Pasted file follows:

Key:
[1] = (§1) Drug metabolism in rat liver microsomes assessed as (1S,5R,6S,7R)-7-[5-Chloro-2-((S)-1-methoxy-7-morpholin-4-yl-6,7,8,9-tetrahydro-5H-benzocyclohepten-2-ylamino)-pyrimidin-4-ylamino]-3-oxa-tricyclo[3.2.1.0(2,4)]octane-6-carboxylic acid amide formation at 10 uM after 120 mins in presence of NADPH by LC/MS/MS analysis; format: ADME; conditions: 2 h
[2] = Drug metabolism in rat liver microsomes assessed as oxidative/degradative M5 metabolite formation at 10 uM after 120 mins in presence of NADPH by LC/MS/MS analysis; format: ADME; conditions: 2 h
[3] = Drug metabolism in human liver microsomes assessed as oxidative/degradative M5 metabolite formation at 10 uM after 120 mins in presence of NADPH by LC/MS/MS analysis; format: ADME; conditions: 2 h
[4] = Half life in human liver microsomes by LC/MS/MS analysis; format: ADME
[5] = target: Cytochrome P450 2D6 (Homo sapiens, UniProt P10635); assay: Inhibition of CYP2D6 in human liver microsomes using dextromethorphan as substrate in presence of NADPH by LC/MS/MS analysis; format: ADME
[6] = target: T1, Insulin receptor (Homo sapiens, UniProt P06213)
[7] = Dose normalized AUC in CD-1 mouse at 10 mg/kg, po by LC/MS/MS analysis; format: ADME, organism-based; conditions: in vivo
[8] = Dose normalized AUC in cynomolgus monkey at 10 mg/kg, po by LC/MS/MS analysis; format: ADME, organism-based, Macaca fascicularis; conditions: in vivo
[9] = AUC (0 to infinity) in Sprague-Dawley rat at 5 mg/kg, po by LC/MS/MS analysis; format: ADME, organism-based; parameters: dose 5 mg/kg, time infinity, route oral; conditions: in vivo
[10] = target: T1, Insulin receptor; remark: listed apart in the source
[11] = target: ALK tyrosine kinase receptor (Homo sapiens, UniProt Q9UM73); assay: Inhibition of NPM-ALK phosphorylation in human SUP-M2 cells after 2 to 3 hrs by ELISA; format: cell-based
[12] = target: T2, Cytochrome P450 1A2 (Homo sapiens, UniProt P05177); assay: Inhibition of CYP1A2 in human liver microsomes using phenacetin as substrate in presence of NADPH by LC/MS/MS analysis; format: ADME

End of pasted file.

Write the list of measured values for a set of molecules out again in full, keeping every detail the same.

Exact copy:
Key:
[1] = (§1) Drug metabolism in rat liver microsomes assessed as (1S,5R,6S,7R)-7-[5-Chloro-2-((S)-1-methoxy-7-morpholin-4-yl-6,7,8,9-tetrahydro-5H-benzocyclohepten-2-ylamino)-pyrimidin-4-ylamino]-3-oxa-tricyclo[3.2.1.0(2,4)]octane-6-carboxylic acid amide formation at 10 uM after 120 mins in presence of NADPH by LC/MS/MS analysis; format: ADME; conditions: 2 h
[2] = Drug metabolism in rat liver microsomes assessed as oxidative/degradative M5 metabolite formation at 10 uM after 120 mins in presence of NADPH by LC/MS/MS analysis; format: ADME; conditions: 2 h
[3] = Drug metabolism in human liver microsomes assessed as oxidative/degradative M5 metabolite formation at 10 uM after 120 mins in presence of NADPH by LC/MS/MS analysis; format: ADME; conditions: 2 h
[4] = Half life in human liver microsomes by LC/MS/MS analysis; format: ADME
[5] = target: Cytochrome P450 2D6 (Homo sapiens, UniProt P10635); assay: Inhibition of CYP2D6 in human liver microsomes using dextromethorphan as substrate in presence of NADPH by LC/MS/MS analysis; format: ADME
[6] = target: T1, Insulin receptor (Homo sapiens, UniProt P06213)
[7] = Dose normalized AUC in CD-1 mouse at 10 mg/kg, po by LC/MS/MS analysis; format: ADME, organism-based; conditions: in vivo
[8] = Dose normalized AUC in cynomolgus monkey at 10 mg/kg, po by LC/MS/MS analysis; format: ADME, organism-based, Macaca fascicularis; conditions: in vivo
[9] = AUC (0 to infinity) in Sprague-Dawley rat at 5 mg/kg, po by LC/MS/MS analysis; format: ADME, organism-based; parameters: dose 5 mg/kg, time infinity, route oral; conditions: in vivo
[10] = target: T1, Insulin receptor; remark: listed apart in the source
[11] = target: ALK tyrosine kinase receptor (Homo sapiens, UniProt Q9UM73); assay: Inhibition of NPM-ALK phosphorylation in human SUP-M2 cells after 2 to 3 hrs by ELISA; format: cell-based
[12] = target: T2, Cytochrome P450 1A2 (Homo sapiens, UniProt P05177); assay: Inhibition of CYP1A2 in human liver microsomes using phenacetin as substrate in presence of NADPH by LC/MS/MS analysis; format: ADME